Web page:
Dave Rose: Mormon Coach
David Jack Rose is a retired university basketball coach and former basketball player. He is a member of The Church of Jesus Christ of Latter-day Saints.
He is known for turning the Brigham Young University Cougar basketball team from 9-21 losing record to 20-9 winning record. He is also known for recruiting Jimmer Fredette in 2007. Under his leadership BYU has played in seven NCAA tournaments and two NITs. His streak of nine-consecutive 20-win seasons ties the team for 20th all-time in NCAA history and ties them for the 10th longest current streak.
Rose was born on December 19, 1957, and played high school basketball in Houston, Texas. He was co-captain of “Phi Slama Jama,” the University of Houston’s basketball squad that included Hakeem Olajuwon and Clyde Drexler and finished as national runner-up in the 1983 NCAA Men’s Division I Basketball Tournament. He earned his bachelor’s degree from Houston and also played baseball and basketball at Dixie State College.
In June 2009, Rose underwent emergency surgery to stop internal bleeding and his spleen and a portion of his pancreas were removed. Lab results from the surgery indicated that he had tested positive for pancreatic neuroendocrine tumor cancer, a slow-growing non-aggressive type. He was treated and was back coaching the Cougars that season. Every six months, Rose receives a scan to monitor the disease. In August 2013, doctors discovered a cancerous tumor about the size of half a peanut, as well as other cancerous spots for which he had surgery.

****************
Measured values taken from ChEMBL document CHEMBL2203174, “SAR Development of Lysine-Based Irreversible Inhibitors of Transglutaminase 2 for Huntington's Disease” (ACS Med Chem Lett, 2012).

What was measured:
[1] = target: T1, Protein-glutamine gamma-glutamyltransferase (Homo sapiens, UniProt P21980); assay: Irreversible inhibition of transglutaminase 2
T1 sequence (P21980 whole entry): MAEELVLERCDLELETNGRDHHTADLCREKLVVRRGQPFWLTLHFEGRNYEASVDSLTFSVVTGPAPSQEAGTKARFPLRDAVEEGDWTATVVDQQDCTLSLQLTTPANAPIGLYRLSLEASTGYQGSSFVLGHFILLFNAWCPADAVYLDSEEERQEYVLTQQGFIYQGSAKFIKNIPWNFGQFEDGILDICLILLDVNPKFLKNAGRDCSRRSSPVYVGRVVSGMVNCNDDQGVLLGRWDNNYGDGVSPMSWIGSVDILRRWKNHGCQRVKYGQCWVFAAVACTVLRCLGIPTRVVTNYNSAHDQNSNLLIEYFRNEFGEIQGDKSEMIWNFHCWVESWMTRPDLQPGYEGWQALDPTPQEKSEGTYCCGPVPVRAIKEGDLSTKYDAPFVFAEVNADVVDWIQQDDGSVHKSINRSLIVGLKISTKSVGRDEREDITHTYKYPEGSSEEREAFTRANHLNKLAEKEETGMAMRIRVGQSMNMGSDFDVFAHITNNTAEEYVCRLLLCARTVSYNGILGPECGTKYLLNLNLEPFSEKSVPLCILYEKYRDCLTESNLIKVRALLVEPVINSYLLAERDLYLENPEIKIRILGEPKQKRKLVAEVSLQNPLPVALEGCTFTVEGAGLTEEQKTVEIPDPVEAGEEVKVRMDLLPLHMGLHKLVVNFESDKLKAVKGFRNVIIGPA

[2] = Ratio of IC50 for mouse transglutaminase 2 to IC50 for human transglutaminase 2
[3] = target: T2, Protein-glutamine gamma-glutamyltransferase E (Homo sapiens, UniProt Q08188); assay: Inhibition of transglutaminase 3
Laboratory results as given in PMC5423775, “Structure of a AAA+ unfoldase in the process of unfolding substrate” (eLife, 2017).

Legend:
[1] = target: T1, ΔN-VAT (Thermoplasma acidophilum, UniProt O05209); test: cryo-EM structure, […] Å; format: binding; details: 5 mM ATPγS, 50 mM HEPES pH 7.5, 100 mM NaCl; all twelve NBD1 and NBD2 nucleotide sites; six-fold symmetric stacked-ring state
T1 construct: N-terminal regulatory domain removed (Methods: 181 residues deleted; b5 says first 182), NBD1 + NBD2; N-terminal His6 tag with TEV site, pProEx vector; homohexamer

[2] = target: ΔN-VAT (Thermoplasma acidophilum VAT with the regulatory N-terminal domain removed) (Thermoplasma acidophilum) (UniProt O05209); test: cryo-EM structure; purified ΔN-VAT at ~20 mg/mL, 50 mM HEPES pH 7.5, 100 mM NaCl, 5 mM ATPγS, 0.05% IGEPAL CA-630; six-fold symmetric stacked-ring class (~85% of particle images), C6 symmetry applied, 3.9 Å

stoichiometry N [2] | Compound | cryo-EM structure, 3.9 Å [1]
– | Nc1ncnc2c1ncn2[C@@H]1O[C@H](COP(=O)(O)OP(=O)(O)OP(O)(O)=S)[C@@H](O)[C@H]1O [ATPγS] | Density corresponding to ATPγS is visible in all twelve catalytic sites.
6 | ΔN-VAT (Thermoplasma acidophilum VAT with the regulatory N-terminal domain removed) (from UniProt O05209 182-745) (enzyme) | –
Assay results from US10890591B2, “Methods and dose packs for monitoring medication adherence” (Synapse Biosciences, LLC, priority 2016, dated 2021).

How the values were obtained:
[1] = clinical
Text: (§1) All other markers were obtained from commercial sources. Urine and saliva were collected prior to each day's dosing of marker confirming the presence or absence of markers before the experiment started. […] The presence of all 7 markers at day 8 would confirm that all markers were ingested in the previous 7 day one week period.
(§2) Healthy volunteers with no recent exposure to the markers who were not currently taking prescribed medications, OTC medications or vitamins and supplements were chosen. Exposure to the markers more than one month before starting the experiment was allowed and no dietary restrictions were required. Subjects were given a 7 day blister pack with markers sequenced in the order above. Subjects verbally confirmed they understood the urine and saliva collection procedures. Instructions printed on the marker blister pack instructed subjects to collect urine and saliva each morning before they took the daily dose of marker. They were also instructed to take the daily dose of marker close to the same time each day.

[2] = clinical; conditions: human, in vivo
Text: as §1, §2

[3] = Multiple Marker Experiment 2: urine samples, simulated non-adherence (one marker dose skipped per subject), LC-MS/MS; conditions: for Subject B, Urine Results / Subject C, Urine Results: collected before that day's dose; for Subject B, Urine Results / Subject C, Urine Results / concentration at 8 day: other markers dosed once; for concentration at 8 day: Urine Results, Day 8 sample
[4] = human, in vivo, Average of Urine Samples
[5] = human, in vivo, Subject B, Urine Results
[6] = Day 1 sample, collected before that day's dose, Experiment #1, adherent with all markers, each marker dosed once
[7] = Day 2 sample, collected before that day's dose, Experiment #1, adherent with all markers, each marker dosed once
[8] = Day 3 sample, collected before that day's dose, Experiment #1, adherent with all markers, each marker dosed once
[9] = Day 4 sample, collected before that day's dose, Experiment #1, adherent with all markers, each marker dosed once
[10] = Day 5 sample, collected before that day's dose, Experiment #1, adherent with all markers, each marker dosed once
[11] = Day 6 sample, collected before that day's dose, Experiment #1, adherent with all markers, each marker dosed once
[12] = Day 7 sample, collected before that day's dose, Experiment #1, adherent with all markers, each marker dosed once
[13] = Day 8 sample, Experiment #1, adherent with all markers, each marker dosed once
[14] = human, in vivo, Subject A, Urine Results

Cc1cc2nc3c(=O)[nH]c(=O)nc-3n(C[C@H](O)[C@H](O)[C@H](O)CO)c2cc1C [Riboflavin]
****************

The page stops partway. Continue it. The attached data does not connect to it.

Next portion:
He had been head coach at BYU since 2005. He received an extension that would keep him coaching there through the 2019–2020 season. He announced on March 26, 2019, that he was retiring.
He was the BYU associate head coach from 2000 to 2005 and assistant coach from 1997 to 2000. He was Dixie State head coach from 1990 to 1997 and assistant coach from 1987 to 1990. He also coached high school basketball at Pine View High School (1986 to 1987) and at Millard High School (1983 to 1986).
During his 14 years as head coach, Rose guided the Cougars to a record of 348-135, including eight trips to the NCAA Tournament and five bids to the National Invitational Tournament (NIT). Rose also won four conference titles, was named conference coach of the year three times (2006, 2007, 2011); two-time USBWA District VIII Coach of the Year (2006, 2011); Naismith Coach of the Year Finalist in 2011; finalist for the Clair Bee Award in 2010; and honorable mention for National Coach of the Year by Scout.com (2006); and led BYU to 13 20-win seasons and eight 25-win seasons. He retired as BYU’s all-time leader.
He and his wife, Cheryl, are the parents of three children.